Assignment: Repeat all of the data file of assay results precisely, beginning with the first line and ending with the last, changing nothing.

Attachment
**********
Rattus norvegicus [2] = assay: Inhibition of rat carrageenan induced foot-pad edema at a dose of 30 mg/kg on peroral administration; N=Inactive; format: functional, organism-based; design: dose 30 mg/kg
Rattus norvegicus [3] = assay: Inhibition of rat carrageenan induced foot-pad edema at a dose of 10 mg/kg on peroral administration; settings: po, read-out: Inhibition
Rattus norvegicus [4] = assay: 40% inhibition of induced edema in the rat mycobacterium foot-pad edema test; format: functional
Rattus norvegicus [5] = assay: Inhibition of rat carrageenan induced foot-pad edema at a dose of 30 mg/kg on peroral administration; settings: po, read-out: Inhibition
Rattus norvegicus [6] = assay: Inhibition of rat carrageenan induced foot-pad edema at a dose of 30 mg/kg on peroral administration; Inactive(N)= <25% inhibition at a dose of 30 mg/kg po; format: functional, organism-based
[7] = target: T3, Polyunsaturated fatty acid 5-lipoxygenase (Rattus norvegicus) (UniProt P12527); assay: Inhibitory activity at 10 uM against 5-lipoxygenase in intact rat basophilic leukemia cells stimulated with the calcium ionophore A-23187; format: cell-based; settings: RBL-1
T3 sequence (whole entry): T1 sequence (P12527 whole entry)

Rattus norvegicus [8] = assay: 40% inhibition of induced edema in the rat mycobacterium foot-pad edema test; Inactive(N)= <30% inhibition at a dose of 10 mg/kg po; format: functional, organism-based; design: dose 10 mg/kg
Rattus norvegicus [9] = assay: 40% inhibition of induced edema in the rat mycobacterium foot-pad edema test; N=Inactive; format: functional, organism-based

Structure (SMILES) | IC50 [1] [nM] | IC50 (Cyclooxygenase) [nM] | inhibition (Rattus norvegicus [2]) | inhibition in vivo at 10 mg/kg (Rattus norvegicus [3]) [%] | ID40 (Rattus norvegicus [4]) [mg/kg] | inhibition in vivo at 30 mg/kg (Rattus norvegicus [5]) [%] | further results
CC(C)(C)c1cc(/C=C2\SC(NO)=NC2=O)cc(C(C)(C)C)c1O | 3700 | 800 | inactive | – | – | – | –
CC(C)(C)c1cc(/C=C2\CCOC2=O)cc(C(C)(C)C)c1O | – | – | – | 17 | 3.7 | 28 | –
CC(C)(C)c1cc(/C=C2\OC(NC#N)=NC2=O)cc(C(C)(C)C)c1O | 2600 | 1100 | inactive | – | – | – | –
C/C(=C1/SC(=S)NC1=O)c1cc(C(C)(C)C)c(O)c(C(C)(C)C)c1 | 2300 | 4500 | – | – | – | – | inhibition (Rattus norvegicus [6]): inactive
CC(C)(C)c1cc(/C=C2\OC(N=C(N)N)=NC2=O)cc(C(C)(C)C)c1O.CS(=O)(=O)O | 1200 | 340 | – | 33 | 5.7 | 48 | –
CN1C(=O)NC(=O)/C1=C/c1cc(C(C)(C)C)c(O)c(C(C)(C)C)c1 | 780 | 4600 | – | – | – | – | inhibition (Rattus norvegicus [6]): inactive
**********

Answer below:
Rattus norvegicus [2] = assay: Inhibition of rat carrageenan induced foot-pad edema at a dose of 30 mg/kg on peroral administration; N=Inactive; format: functional, organism-based; design: dose 30 mg/kg
Rattus norvegicus [3] = assay: Inhibition of rat carrageenan induced foot-pad edema at a dose of 10 mg/kg on peroral administration; settings: po, read-out: Inhibition
Rattus norvegicus [4] = assay: 40% inhibition of induced edema in the rat mycobacterium foot-pad edema test; format: functional
Rattus norvegicus [5] = assay: Inhibition of rat carrageenan induced foot-pad edema at a dose of 30 mg/kg on peroral administration; settings: po, read-out: Inhibition
Rattus norvegicus [6] = assay: Inhibition of rat carrageenan induced foot-pad edema at a dose of 30 mg/kg on peroral administration; Inactive(N)= <25% inhibition at a dose of 30 mg/kg po; format: functional, organism-based
[7] = target: T3, Polyunsaturated fatty acid 5-lipoxygenase (Rattus norvegicus) (UniProt P12527); assay: Inhibitory activity at 10 uM against 5-lipoxygenase in intact rat basophilic leukemia cells stimulated with the calcium ionophore A-23187; format: cell-based; settings: RBL-1
T3 sequence (whole entry): T1 sequence (P12527 whole entry)

Rattus norvegicus [8] = assay: 40% inhibition of induced edema in the rat mycobacterium foot-pad edema test; Inactive(N)= <30% inhibition at a dose of 10 mg/kg po; format: functional, organism-based; design: dose 10 mg/kg
Rattus norvegicus [9] = assay: 40% inhibition of induced edema in the rat mycobacterium foot-pad edema test; N=Inactive; format: functional, organism-based

Structure (SMILES) | IC50 [1] [nM] | IC50 (Cyclooxygenase) [nM] | inhibition (Rattus norvegicus [2]) | inhibition in vivo at 10 mg/kg (Rattus norvegicus [3]) [%] | ID40 (Rattus norvegicus [4]) [mg/kg] | inhibition in vivo at 30 mg/kg (Rattus norvegicus [5]) [%] | further results
CC(C)(C)c1cc(/C=C2\SC(NO)=NC2=O)cc(C(C)(C)C)c1O | 3700 | 800 | inactive | – | – | – | –
CC(C)(C)c1cc(/C=C2\CCOC2=O)cc(C(C)(C)C)c1O | – | – | – | 17 | 3.7 | 28 | –
CC(C)(C)c1cc(/C=C2\OC(NC#N)=NC2=O)cc(C(C)(C)C)c1O | 2600 | 1100 | inactive | – | – | – | –
C/C(=C1/SC(=S)NC1=O)c1cc(C(C)(C)C)c(O)c(C(C)(C)C)c1 | 2300 | 4500 | – | – | – | – | inhibition (Rattus norvegicus [6]): inactive
CC(C)(C)c1cc(/C=C2\OC(N=C(N)N)=NC2=O)cc(C(C)(C)C)c1O.CS(=O)(=O)O | 1200 | 340 | – | 33 | 5.7 | 48 | –
CN1C(=O)NC(=O)/C1=C/c1cc(C(C)(C)C)c(O)c(C(C)(C)C)c1 | 780 | 4600 | – | – | – | – | inhibition (Rattus norvegicus [6]): inactive